To recapture the town of Salma, located in northeastern Latakia, roughly 15 miles from the Turkish border, Syrian army relies on motorbikes.
The army opted for a new strategy because the city’s narrow alleyways and surrounding forests which made it difficult for the armed forces to fight against the militants.
"The way we fight has changed since the beginning of the war, and we have developed our offensive methods," Hany, a 25-year soldier with the Syrian Army was quoted as saying by Sputnik. "Nowadays, we use motorbikes for their speed and mobility".
The bikes offer a number of advantages. Maneuverability lets the driver adjust course more rapidly to avoid sniper fire, while the lightweight frame allows it to sail over mines intended for larger vehicles.
"My bike is harder to track and is too light to set off landmines," Hany said.
The tactic was inspired by the very militant groups that the Syrian government is fighting, but it’s proven so effective that motorbikes may become a permanent fixture of the Syrian Army.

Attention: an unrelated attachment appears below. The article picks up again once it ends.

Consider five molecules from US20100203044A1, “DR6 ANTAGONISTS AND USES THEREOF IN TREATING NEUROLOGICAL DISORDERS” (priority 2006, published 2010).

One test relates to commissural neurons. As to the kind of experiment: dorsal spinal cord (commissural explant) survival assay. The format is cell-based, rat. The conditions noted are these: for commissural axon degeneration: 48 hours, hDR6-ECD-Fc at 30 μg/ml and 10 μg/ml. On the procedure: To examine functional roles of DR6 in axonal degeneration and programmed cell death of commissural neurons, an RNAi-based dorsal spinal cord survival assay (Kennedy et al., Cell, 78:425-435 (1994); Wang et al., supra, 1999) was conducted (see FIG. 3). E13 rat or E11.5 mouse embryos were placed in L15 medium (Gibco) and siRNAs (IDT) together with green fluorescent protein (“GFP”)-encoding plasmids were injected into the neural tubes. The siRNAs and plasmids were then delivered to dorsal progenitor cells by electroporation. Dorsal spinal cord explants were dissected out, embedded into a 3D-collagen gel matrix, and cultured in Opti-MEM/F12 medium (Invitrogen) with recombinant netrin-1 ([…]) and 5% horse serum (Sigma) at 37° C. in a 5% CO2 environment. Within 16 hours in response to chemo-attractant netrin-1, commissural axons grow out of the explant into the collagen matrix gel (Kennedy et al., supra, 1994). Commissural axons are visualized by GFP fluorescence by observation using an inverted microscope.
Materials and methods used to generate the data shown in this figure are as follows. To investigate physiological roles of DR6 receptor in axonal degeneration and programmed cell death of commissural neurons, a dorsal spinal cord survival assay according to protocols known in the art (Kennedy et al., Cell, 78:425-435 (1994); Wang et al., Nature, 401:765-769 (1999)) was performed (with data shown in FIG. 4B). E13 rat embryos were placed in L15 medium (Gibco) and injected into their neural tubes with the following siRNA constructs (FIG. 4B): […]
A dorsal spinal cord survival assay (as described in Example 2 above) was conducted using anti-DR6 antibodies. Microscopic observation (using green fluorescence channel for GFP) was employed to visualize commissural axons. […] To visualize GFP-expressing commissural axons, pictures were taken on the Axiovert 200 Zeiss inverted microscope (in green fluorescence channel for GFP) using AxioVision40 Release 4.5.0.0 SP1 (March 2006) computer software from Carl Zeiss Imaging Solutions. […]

The Syrian Army first implemented the new tactic nine months ago.
"It was the use of more than 80 motorbikes in the last battle for the town that had the greatest impact in terms of winning in the final 72 hours," one field commander was quoted as saying. "The motorbikes allowed us to transfer the wounded, carry light ammunition and food and were used by fighters carrying machine guns and night vision binoculars”.